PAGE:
At the initiative of the Socialists and Democrats, the European Parliament today held a debate on foreign interference and disinformation in national and European democratic processes.
Given continued evidence of attempts by state and non-state actors to undermine political systems in member states and to destabilise the EU by interfering in elections, our group is proposing to establish a special Parliamentary committee to deal with this top priority issue. We urge other political groups to join our fight to defend democracy and support this proposal in a resolution that will be voted on in October.
Kati Piri, S&D vice-president and member of the committee on foreign affairs, said:
“In recent years, millions of Europeans have been exposed to massive disinformation campaigns in elections as a result of foreign interference. Cyber-attacks have risen to an unprecedented level and crucial electoral rules on the financing of political parties by third countries have been breached or circumvented. The most recent example of this kind of outside interference was the plan, exposed by the media in July, for Russian actors to fund Matteo Salvini's League party. But this goes much further than Russia and Italy.
“We must put the spotlight on all these cases of foreign interferences and propaganda tactics so that people are aware of what is really going on. We need serious answers on how to prevent other outside influences from doing the same when European voters again head to the polls. That is why I am proud that my group is taking the lead and proposing that we set up a special Parliamentary committee for an in-depth inquiry into foreign interference and disinformation campaigns. We must act now, so that European democracy, in which elections are always free and fair, can remain intact.”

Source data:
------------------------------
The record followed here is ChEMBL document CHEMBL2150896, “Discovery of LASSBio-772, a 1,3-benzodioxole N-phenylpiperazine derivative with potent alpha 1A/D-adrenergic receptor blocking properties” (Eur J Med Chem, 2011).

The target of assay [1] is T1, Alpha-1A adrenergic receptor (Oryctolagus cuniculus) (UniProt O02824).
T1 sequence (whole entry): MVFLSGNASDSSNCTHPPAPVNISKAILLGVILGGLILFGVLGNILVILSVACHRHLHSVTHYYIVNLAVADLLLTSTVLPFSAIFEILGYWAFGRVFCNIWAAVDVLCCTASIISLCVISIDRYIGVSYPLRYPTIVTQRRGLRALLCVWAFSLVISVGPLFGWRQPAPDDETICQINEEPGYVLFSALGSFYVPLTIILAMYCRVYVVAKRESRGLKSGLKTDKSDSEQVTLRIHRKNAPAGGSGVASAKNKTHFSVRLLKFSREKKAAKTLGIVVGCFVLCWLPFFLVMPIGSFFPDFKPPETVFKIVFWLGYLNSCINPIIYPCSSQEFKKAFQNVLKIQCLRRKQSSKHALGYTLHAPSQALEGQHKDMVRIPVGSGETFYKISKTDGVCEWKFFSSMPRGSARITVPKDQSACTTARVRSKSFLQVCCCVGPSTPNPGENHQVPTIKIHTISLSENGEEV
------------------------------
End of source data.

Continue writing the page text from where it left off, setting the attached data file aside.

Claude Moraes, S&D vice-president and member of the committee on civil liberties, justice and home affairs, said:
“The European elections earlier this year showed us that we are still vulnerable to manipulation by funding from foreign sources and weak regulation. We also saw interference in the Brexit referendum and the impact of the Cambridge Analytica scandal on its outcome.
“It is clear that we need urgent reform of our electoral laws and tougher action at the European level to defend our elections against foreign interference and manipulation. Member states cannot address these threats by working in isolation, nor can private sector self-regulation solve it all.
“To win this fight we are specifically calling for both offline and online electoral safeguards, which include rules on transparency, limits to spending, respect for silence periods, equal treatment of candidates, banning of profiling for electoral purposes, labelling of content shared by bots, and the removal of fake accounts.”
Kati Piri on the debate on foreign interference in foreign elections